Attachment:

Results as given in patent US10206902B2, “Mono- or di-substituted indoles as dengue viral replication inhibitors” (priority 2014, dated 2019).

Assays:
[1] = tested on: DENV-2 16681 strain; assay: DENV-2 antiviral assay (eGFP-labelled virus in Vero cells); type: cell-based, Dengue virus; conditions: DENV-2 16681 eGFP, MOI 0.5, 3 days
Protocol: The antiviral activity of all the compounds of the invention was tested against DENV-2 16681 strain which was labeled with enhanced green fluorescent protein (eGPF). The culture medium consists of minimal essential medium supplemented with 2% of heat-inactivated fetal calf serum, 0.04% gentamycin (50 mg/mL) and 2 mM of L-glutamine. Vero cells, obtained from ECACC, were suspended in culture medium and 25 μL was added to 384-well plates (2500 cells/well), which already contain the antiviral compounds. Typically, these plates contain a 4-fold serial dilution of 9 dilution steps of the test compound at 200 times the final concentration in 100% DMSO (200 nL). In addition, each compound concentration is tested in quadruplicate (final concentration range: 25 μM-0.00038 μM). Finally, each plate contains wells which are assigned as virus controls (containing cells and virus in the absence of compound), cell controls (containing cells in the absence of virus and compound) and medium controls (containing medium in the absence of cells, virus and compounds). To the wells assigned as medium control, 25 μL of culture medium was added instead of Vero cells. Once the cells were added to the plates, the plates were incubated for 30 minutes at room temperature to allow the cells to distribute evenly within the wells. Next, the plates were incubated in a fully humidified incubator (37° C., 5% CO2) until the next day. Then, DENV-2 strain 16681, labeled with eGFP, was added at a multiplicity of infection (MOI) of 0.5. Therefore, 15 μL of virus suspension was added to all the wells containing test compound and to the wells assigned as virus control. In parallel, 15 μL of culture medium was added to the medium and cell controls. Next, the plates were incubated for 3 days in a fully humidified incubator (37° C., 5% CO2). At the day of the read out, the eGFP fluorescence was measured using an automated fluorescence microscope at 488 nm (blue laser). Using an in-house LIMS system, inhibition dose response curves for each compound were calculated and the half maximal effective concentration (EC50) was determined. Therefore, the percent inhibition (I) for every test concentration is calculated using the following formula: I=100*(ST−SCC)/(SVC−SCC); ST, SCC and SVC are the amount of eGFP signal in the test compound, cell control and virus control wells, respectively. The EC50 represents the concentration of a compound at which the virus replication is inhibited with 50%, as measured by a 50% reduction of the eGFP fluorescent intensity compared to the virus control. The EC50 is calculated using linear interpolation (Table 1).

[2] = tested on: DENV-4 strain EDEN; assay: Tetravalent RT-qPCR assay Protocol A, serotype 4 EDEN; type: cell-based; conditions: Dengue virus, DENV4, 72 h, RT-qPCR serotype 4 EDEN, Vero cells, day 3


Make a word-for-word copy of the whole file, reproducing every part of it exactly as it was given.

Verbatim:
Results as given in patent US10206902B2, “Mono- or di-substituted indoles as dengue viral replication inhibitors” (priority 2014, dated 2019).

Assays:
[1] = tested on: DENV-2 16681 strain; assay: DENV-2 antiviral assay (eGFP-labelled virus in Vero cells); type: cell-based, Dengue virus; conditions: DENV-2 16681 eGFP, MOI 0.5, 3 days
Protocol: The antiviral activity of all the compounds of the invention was tested against DENV-2 16681 strain which was labeled with enhanced green fluorescent protein (eGPF). The culture medium consists of minimal essential medium supplemented with 2% of heat-inactivated fetal calf serum, 0.04% gentamycin (50 mg/mL) and 2 mM of L-glutamine. Vero cells, obtained from ECACC, were suspended in culture medium and 25 μL was added to 384-well plates (2500 cells/well), which already contain the antiviral compounds. Typically, these plates contain a 4-fold serial dilution of 9 dilution steps of the test compound at 200 times the final concentration in 100% DMSO (200 nL). In addition, each compound concentration is tested in quadruplicate (final concentration range: 25 μM-0.00038 μM). Finally, each plate contains wells which are assigned as virus controls (containing cells and virus in the absence of compound), cell controls (containing cells in the absence of virus and compound) and medium controls (containing medium in the absence of cells, virus and compounds). To the wells assigned as medium control, 25 μL of culture medium was added instead of Vero cells. Once the cells were added to the plates, the plates were incubated for 30 minutes at room temperature to allow the cells to distribute evenly within the wells. Next, the plates were incubated in a fully humidified incubator (37° C., 5% CO2) until the next day. Then, DENV-2 strain 16681, labeled with eGFP, was added at a multiplicity of infection (MOI) of 0.5. Therefore, 15 μL of virus suspension was added to all the wells containing test compound and to the wells assigned as virus control. In parallel, 15 μL of culture medium was added to the medium and cell controls. Next, the plates were incubated for 3 days in a fully humidified incubator (37° C., 5% CO2). At the day of the read out, the eGFP fluorescence was measured using an automated fluorescence microscope at 488 nm (blue laser). Using an in-house LIMS system, inhibition dose response curves for each compound were calculated and the half maximal effective concentration (EC50) was determined. Therefore, the percent inhibition (I) for every test concentration is calculated using the following formula: I=100*(ST−SCC)/(SVC−SCC); ST, SCC and SVC are the amount of eGFP signal in the test compound, cell control and virus control wells, respectively. The EC50 represents the concentration of a compound at which the virus replication is inhibited with 50%, as measured by a 50% reduction of the eGFP fluorescent intensity compared to the virus control. The EC50 is calculated using linear interpolation (Table 1).

[2] = tested on: DENV-4 strain EDEN; assay: Tetravalent RT-qPCR assay Protocol A, serotype 4 EDEN; type: cell-based; conditions: Dengue virus, DENV4, 72 h, RT-qPCR serotype 4 EDEN, Vero cells, day 3